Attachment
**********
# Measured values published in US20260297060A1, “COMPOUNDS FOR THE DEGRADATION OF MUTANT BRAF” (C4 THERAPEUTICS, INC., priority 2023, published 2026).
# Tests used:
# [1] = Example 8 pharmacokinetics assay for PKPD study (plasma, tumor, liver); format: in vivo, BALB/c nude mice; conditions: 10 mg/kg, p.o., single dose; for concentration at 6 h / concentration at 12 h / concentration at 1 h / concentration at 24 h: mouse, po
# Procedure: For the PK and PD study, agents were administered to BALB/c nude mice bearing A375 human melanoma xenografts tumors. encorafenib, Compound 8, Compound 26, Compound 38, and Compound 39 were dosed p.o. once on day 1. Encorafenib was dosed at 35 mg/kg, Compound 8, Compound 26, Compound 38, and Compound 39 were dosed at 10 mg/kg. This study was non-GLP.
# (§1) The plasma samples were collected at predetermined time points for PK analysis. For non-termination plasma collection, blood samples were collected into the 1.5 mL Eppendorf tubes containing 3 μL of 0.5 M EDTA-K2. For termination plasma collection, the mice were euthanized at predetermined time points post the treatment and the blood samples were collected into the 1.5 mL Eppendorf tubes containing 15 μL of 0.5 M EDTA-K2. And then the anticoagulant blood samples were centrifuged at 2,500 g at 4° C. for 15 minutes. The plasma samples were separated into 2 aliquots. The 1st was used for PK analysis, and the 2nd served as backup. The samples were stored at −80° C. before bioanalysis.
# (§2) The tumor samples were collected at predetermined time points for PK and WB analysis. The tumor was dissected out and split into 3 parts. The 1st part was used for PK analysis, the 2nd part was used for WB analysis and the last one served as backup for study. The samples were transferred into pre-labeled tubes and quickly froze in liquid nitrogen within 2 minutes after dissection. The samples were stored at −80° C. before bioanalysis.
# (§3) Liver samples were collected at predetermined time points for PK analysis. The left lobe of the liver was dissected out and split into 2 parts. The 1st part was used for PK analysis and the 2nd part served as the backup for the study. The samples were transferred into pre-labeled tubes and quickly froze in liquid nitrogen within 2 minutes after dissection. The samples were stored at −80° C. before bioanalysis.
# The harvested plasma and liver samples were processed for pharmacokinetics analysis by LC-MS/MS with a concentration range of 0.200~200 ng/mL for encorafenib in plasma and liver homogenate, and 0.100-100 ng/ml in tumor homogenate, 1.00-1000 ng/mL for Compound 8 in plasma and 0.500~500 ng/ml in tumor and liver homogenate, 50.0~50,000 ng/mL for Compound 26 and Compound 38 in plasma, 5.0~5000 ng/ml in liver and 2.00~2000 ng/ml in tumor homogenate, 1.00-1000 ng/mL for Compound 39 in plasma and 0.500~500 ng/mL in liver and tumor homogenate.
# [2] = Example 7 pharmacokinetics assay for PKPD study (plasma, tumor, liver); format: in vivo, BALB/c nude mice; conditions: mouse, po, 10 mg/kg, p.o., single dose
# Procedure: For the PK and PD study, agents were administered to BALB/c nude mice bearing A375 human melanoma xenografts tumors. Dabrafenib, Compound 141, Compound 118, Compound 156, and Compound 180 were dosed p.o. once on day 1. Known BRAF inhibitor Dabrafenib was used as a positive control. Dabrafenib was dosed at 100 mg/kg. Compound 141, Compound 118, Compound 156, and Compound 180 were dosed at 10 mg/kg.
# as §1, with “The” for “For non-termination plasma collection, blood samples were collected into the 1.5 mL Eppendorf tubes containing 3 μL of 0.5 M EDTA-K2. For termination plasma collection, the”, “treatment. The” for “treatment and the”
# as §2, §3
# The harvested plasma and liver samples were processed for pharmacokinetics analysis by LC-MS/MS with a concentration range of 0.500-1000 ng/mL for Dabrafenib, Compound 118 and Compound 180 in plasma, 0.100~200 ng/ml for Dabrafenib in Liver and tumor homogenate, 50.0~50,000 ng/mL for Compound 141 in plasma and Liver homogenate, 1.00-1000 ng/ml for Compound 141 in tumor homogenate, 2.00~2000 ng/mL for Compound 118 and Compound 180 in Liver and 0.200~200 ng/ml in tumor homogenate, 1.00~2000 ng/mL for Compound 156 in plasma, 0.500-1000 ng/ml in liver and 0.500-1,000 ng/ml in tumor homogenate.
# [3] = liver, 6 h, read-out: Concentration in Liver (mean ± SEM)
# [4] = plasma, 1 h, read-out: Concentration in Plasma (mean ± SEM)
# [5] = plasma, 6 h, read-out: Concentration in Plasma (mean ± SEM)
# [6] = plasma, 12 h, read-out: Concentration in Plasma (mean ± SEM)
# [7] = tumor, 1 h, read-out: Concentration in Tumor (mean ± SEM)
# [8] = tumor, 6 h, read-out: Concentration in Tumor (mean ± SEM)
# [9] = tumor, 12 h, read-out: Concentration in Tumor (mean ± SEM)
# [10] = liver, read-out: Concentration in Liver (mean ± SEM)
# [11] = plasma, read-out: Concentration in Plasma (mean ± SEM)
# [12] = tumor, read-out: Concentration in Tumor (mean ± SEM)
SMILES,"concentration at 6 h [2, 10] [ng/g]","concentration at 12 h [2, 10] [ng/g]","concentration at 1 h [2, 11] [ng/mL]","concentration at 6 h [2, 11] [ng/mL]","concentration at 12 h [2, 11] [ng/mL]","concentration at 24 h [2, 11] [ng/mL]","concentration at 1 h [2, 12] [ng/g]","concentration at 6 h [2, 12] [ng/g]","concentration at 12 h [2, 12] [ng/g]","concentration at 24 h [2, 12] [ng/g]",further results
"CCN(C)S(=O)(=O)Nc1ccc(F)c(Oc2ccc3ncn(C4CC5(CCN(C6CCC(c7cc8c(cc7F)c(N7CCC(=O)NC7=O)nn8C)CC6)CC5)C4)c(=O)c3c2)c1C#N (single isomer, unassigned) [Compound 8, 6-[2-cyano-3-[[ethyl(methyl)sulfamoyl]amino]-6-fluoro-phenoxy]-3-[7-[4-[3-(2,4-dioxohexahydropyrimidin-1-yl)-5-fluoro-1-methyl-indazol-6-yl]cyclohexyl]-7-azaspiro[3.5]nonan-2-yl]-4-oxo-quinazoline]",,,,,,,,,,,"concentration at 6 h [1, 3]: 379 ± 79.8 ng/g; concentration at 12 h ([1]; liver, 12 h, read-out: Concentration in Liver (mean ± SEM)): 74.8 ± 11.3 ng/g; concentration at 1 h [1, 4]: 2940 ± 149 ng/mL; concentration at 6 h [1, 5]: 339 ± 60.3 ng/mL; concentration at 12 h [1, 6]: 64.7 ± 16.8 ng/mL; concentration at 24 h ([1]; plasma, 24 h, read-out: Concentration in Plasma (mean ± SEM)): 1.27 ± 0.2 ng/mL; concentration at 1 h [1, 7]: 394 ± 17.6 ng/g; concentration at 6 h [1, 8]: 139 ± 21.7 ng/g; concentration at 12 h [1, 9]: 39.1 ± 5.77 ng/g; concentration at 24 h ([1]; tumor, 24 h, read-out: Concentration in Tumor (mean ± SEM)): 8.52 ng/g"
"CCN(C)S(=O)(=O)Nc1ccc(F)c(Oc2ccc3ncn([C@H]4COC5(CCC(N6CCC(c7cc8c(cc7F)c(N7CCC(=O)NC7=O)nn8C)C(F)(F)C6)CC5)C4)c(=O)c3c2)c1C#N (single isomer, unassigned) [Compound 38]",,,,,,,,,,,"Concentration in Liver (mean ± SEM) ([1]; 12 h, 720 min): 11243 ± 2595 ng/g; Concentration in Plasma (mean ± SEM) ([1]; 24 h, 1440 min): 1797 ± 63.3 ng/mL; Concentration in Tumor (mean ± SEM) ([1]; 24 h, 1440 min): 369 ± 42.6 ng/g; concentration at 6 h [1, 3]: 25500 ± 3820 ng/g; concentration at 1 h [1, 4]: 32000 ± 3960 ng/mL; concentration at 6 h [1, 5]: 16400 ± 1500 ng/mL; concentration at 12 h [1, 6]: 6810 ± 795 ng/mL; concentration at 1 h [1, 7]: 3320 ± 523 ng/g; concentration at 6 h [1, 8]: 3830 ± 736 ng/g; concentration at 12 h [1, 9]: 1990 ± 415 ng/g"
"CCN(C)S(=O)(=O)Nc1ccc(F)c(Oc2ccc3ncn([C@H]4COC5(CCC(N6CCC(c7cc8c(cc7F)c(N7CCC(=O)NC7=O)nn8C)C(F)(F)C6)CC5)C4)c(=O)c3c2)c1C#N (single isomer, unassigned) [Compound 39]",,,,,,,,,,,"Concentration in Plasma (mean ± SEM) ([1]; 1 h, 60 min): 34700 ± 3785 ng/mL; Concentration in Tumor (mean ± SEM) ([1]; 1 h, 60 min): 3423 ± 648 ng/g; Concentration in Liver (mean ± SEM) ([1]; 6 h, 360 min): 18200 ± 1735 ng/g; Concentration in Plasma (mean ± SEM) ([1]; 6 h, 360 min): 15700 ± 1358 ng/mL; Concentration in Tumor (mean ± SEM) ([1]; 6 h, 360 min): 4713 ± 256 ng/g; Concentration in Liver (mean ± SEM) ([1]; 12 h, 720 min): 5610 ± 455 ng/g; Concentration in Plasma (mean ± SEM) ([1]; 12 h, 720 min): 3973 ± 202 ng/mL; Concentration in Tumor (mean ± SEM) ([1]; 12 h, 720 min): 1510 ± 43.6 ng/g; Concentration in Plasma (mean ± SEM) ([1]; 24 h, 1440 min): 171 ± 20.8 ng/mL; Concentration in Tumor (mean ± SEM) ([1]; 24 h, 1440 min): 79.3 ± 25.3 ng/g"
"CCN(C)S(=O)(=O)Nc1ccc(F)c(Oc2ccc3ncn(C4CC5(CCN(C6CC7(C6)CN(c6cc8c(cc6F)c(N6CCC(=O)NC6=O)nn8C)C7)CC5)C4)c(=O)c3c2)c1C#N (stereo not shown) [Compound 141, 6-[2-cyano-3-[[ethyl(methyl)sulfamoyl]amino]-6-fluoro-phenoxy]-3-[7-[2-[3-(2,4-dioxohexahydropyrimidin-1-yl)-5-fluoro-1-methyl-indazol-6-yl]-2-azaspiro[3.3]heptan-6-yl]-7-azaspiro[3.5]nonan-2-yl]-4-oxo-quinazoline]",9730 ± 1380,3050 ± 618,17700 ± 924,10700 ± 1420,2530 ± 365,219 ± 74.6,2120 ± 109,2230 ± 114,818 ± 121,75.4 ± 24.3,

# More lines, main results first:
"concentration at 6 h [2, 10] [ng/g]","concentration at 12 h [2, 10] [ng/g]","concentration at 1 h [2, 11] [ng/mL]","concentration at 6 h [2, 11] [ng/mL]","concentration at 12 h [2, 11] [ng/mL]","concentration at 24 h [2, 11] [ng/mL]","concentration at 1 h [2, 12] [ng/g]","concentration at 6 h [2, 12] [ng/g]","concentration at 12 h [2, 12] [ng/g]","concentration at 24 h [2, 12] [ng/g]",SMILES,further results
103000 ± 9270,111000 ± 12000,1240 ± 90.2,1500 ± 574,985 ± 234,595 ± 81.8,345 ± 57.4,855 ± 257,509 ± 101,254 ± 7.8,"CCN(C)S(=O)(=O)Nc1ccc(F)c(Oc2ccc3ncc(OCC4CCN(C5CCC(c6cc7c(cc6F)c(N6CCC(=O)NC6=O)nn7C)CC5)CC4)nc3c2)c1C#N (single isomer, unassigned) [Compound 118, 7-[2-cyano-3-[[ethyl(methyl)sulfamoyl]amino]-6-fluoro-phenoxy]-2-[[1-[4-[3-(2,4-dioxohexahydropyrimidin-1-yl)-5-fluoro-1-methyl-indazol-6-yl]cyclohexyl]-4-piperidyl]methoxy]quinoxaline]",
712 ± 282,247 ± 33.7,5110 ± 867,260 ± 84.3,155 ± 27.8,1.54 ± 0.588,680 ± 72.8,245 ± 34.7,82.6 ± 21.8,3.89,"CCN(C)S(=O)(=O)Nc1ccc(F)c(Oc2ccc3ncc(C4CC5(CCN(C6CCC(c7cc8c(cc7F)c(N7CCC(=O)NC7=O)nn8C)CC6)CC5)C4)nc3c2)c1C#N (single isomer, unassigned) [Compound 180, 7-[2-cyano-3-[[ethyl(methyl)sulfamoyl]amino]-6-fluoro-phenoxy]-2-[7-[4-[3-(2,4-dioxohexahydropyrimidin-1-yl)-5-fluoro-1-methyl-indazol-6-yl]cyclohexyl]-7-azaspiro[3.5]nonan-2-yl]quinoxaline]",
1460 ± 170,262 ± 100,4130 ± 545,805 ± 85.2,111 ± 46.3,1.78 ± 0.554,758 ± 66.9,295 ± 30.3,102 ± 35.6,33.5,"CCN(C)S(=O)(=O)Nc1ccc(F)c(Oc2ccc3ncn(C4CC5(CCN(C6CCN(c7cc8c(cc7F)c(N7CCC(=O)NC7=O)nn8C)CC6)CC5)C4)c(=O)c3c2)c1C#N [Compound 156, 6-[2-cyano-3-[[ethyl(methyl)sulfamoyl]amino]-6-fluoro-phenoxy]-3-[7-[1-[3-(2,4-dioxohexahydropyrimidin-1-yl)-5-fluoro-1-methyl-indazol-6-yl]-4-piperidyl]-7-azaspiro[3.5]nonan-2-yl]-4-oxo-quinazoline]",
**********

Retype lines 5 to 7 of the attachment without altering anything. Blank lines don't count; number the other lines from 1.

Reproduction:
# (§1) The plasma samples were collected at predetermined time points for PK analysis. For non-termination plasma collection, blood samples were collected into the 1.5 mL Eppendorf tubes containing 3 μL of 0.5 M EDTA-K2. For termination plasma collection, the mice were euthanized at predetermined time points post the treatment and the blood samples were collected into the 1.5 mL Eppendorf tubes containing 15 μL of 0.5 M EDTA-K2. And then the anticoagulant blood samples were centrifuged at 2,500 g at 4° C. for 15 minutes. The plasma samples were separated into 2 aliquots. The 1st was used for PK analysis, and the 2nd served as backup. The samples were stored at −80° C. before bioanalysis.
# (§2) The tumor samples were collected at predetermined time points for PK and WB analysis. The tumor was dissected out and split into 3 parts. The 1st part was used for PK analysis, the 2nd part was used for WB analysis and the last one served as backup for study. The samples were transferred into pre-labeled tubes and quickly froze in liquid nitrogen within 2 minutes after dissection. The samples were stored at −80° C. before bioanalysis.
# (§3) Liver samples were collected at predetermined time points for PK analysis. The left lobe of the liver was dissected out and split into 2 parts. The 1st part was used for PK analysis and the 2nd part served as the backup for the study. The samples were transferred into pre-labeled tubes and quickly froze in liquid nitrogen within 2 minutes after dissection. The samples were stored at −80° C. before bioanalysis.